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Trouble sources and repair in acquired dysarthria and communication aid use: A conversation analysis study

Bloch, S; (2006) Trouble sources and repair in acquired dysarthria and communication aid use: A conversation analysis study. Doctoral thesis , UNSPECIFIED.

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Abstract

A common symptom of acquired progressive neurological conditions like Motor Neurone Disease (MND) is deterioration in the neurological control of physical speech production. This is termed ‘dysarthria’. People with progressive dysarthria can thus experience deterioration in speech intelligibility and may, ultimately, be unable to use speech as a primary modality for communication, relying instead on the use of an augmentative and alternative communication (AAC) system to compensate for the progressive speech deterioration. Previous dysarthria research has examined this deterioration as a largely physical phenomenon, focussing upon the dysarthric speaker’s own output. The main aim of this thesis is to consider the interactive features of dysarthria, and to examine how such talk might be sequentially organised through everyday conversation. This thesis presents an analysis of naturally occurring conversation interaction between three adults with dysarthric speech and their family members. Utilising the principles and methods of Conversation Analysis (CA), the study provides an examination of the management of troubles in both dysarthric speech production and AAC system use. The analysis focuses on the nature of both ‘simple’ and ‘complex’ troubles, how they are revealed through the practice of other-initiated repair, and how they are finally resolved. Findings show that both unintelligible speech and AAC system outputs are jointly managed through other-initiated repair and collaborative turn constructions. It is also shown that troubles in talk can occur despite an achievement of intelligibility, and that the understandability of a turn’s action can be treated separately from its intelligibility. Examining the occurrence and resolution of troubles in talk between people with dysarthria and significant others, this thesis offers new insights and implications for clinical assessment, therapy and outcomes for people with acquired progressive dysarthria, family members, professionals and carers.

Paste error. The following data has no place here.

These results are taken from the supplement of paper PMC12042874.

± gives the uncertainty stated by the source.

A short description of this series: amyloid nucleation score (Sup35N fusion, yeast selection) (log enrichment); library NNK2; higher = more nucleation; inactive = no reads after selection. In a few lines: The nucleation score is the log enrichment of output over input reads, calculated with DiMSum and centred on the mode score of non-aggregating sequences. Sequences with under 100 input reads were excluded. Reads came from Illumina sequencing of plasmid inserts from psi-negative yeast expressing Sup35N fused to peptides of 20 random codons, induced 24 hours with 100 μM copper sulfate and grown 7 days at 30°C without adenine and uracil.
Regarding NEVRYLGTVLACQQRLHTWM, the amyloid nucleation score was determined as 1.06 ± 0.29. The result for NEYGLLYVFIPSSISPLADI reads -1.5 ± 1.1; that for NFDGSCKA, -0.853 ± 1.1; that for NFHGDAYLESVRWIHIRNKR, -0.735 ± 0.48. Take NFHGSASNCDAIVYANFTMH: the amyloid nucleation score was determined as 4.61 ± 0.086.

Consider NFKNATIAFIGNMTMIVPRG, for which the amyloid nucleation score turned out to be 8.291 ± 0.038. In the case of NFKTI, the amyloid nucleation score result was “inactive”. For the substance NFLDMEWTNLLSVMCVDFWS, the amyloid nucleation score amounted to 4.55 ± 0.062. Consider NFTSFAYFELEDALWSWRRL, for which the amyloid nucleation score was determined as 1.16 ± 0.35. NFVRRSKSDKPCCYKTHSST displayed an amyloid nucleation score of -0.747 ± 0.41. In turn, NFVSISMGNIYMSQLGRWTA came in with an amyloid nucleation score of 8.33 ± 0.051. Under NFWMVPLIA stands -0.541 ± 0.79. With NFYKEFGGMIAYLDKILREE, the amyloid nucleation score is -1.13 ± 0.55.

Type: Thesis (Doctoral)
Title: Trouble sources and repair in acquired dysarthria and communication aid use: A conversation analysis study
Keywords: dysarthria, conversation analysis, AAC
UCL classification: UCL > Provost and Vice Provost Offices
UCL > Provost and Vice Provost Offices > School of Life and Medical Sciences
UCL > Provost and Vice Provost Offices > School of Life and Medical Sciences > Faculty of Brain Sciences
UCL > Provost and Vice Provost Offices > School of Life and Medical Sciences > Faculty of Brain Sciences > Div of Psychology and Lang Sciences
UCL > Provost and Vice Provost Offices > School of Life and Medical Sciences > Faculty of Brain Sciences > Div of Psychology and Lang Sciences > Language and Cognition
URI: https://discovery.ucl.ac.uk/id/eprint/66888
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